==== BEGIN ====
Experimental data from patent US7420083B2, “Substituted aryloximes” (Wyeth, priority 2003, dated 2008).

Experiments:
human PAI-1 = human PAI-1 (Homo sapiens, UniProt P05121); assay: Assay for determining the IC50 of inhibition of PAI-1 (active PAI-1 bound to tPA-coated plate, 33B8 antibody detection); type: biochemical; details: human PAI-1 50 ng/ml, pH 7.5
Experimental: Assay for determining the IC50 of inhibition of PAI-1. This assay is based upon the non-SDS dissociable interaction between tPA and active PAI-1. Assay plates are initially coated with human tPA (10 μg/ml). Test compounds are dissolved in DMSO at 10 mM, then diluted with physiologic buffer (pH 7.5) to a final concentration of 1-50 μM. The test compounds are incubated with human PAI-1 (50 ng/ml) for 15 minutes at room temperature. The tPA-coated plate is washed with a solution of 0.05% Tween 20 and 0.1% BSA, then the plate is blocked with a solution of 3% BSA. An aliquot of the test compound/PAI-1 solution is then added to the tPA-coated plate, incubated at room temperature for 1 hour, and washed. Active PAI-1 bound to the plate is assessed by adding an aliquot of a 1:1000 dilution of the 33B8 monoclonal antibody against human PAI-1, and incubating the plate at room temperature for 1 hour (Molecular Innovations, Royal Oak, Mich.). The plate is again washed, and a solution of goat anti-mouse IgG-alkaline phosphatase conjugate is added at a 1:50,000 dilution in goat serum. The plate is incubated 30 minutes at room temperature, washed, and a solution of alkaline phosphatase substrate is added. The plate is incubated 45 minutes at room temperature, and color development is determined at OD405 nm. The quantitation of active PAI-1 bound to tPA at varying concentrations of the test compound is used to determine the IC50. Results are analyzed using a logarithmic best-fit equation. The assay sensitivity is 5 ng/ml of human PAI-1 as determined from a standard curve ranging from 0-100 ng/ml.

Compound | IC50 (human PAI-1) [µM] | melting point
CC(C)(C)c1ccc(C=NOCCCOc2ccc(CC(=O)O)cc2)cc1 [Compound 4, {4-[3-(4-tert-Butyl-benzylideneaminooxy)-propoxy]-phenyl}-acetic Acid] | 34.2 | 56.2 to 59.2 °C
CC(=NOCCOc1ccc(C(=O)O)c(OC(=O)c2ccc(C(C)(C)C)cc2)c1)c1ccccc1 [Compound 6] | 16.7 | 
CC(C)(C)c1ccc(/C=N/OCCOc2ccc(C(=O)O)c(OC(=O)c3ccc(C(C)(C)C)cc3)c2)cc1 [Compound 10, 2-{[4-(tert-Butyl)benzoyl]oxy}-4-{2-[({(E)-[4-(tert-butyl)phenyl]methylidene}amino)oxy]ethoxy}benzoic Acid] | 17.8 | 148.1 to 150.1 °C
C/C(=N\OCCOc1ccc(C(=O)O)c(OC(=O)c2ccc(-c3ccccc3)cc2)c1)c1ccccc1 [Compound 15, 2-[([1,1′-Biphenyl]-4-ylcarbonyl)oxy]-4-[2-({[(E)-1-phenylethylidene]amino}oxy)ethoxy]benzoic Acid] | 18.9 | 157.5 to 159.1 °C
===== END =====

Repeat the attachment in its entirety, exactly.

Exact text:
Experimental data from patent US7420083B2, “Substituted aryloximes” (Wyeth, priority 2003, dated 2008).

Experiments:
human PAI-1 = human PAI-1 (Homo sapiens, UniProt P05121); assay: Assay for determining the IC50 of inhibition of PAI-1 (active PAI-1 bound to tPA-coated plate, 33B8 antibody detection); type: biochemical; details: human PAI-1 50 ng/ml, pH 7.5
Experimental: Assay for determining the IC50 of inhibition of PAI-1. This assay is based upon the non-SDS dissociable interaction between tPA and active PAI-1. Assay plates are initially coated with human tPA (10 μg/ml). Test compounds are dissolved in DMSO at 10 mM, then diluted with physiologic buffer (pH 7.5) to a final concentration of 1-50 μM. The test compounds are incubated with human PAI-1 (50 ng/ml) for 15 minutes at room temperature. The tPA-coated plate is washed with a solution of 0.05% Tween 20 and 0.1% BSA, then the plate is blocked with a solution of 3% BSA. An aliquot of the test compound/PAI-1 solution is then added to the tPA-coated plate, incubated at room temperature for 1 hour, and washed. Active PAI-1 bound to the plate is assessed by adding an aliquot of a 1:1000 dilution of the 33B8 monoclonal antibody against human PAI-1, and incubating the plate at room temperature for 1 hour (Molecular Innovations, Royal Oak, Mich.). The plate is again washed, and a solution of goat anti-mouse IgG-alkaline phosphatase conjugate is added at a 1:50,000 dilution in goat serum. The plate is incubated 30 minutes at room temperature, washed, and a solution of alkaline phosphatase substrate is added. The plate is incubated 45 minutes at room temperature, and color development is determined at OD405 nm. The quantitation of active PAI-1 bound to tPA at varying concentrations of the test compound is used to determine the IC50. Results are analyzed using a logarithmic best-fit equation. The assay sensitivity is 5 ng/ml of human PAI-1 as determined from a standard curve ranging from 0-100 ng/ml.

Compound | IC50 (human PAI-1) [µM] | melting point
CC(C)(C)c1ccc(C=NOCCCOc2ccc(CC(=O)O)cc2)cc1 [Compound 4, {4-[3-(4-tert-Butyl-benzylideneaminooxy)-propoxy]-phenyl}-acetic Acid] | 34.2 | 56.2 to 59.2 °C
CC(=NOCCOc1ccc(C(=O)O)c(OC(=O)c2ccc(C(C)(C)C)cc2)c1)c1ccccc1 [Compound 6] | 16.7 | 
CC(C)(C)c1ccc(/C=N/OCCOc2ccc(C(=O)O)c(OC(=O)c3ccc(C(C)(C)C)cc3)c2)cc1 [Compound 10, 2-{[4-(tert-Butyl)benzoyl]oxy}-4-{2-[({(E)-[4-(tert-butyl)phenyl]methylidene}amino)oxy]ethoxy}benzoic Acid] | 17.8 | 148.1 to 150.1 °C
C/C(=N\OCCOc1ccc(C(=O)O)c(OC(=O)c2ccc(-c3ccccc3)cc2)c1)c1ccccc1 [Compound 15, 2-[([1,1′-Biphenyl]-4-ylcarbonyl)oxy]-4-[2-({[(E)-1-phenylethylidene]amino}oxy)ethoxy]benzoic Acid] | 18.9 | 157.5 to 159.1 °C